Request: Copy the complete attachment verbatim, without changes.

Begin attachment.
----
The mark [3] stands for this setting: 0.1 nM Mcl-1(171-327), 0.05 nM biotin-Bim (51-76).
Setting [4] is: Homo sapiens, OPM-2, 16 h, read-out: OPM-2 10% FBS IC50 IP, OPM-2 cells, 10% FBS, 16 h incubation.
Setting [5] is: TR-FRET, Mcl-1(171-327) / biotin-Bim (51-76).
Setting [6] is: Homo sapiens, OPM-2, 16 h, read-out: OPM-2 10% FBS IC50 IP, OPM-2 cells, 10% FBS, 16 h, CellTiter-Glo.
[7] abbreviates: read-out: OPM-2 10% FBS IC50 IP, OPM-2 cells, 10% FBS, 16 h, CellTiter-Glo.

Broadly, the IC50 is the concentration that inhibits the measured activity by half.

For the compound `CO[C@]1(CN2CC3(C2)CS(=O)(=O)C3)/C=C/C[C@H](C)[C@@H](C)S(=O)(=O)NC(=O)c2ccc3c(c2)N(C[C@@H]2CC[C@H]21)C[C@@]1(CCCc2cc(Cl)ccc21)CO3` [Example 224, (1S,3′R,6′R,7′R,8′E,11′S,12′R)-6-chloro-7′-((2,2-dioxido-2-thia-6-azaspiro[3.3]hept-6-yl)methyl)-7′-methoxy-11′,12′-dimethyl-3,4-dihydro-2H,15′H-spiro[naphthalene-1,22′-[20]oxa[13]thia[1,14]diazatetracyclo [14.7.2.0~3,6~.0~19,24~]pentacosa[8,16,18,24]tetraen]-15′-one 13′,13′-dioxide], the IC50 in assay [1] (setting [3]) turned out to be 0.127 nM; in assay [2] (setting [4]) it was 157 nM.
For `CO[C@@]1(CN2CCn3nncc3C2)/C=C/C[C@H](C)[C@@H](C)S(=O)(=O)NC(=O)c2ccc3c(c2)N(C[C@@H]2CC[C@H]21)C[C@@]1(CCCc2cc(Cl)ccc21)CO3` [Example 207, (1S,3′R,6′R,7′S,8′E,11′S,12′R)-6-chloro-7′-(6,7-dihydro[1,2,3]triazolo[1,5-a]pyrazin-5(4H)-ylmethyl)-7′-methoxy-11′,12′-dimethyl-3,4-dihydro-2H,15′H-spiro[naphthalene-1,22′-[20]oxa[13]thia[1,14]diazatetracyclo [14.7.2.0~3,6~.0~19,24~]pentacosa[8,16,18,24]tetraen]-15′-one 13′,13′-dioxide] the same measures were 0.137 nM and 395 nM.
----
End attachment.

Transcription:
The mark [3] stands for this setting: 0.1 nM Mcl-1(171-327), 0.05 nM biotin-Bim (51-76).
Setting [4] is: Homo sapiens, OPM-2, 16 h, read-out: OPM-2 10% FBS IC50 IP, OPM-2 cells, 10% FBS, 16 h incubation.
Setting [5] is: TR-FRET, Mcl-1(171-327) / biotin-Bim (51-76).
Setting [6] is: Homo sapiens, OPM-2, 16 h, read-out: OPM-2 10% FBS IC50 IP, OPM-2 cells, 10% FBS, 16 h, CellTiter-Glo.
[7] abbreviates: read-out: OPM-2 10% FBS IC50 IP, OPM-2 cells, 10% FBS, 16 h, CellTiter-Glo.

Broadly, the IC50 is the concentration that inhibits the measured activity by half.

For the compound `CO[C@]1(CN2CC3(C2)CS(=O)(=O)C3)/C=C/C[C@H](C)[C@@H](C)S(=O)(=O)NC(=O)c2ccc3c(c2)N(C[C@@H]2CC[C@H]21)C[C@@]1(CCCc2cc(Cl)ccc21)CO3` [Example 224, (1S,3′R,6′R,7′R,8′E,11′S,12′R)-6-chloro-7′-((2,2-dioxido-2-thia-6-azaspiro[3.3]hept-6-yl)methyl)-7′-methoxy-11′,12′-dimethyl-3,4-dihydro-2H,15′H-spiro[naphthalene-1,22′-[20]oxa[13]thia[1,14]diazatetracyclo [14.7.2.0~3,6~.0~19,24~]pentacosa[8,16,18,24]tetraen]-15′-one 13′,13′-dioxide], the IC50 in assay [1] (setting [3]) turned out to be 0.127 nM; in assay [2] (setting [4]) it was 157 nM.
For `CO[C@@]1(CN2CCn3nncc3C2)/C=C/C[C@H](C)[C@@H](C)S(=O)(=O)NC(=O)c2ccc3c(c2)N(C[C@@H]2CC[C@H]21)C[C@@]1(CCCc2cc(Cl)ccc21)CO3` [Example 207, (1S,3′R,6′R,7′S,8′E,11′S,12′R)-6-chloro-7′-(6,7-dihydro[1,2,3]triazolo[1,5-a]pyrazin-5(4H)-ylmethyl)-7′-methoxy-11′,12′-dimethyl-3,4-dihydro-2H,15′H-spiro[naphthalene-1,22′-[20]oxa[13]thia[1,14]diazatetracyclo [14.7.2.0~3,6~.0~19,24~]pentacosa[8,16,18,24]tetraen]-15′-one 13′,13′-dioxide] the same measures were 0.137 nM and 395 nM.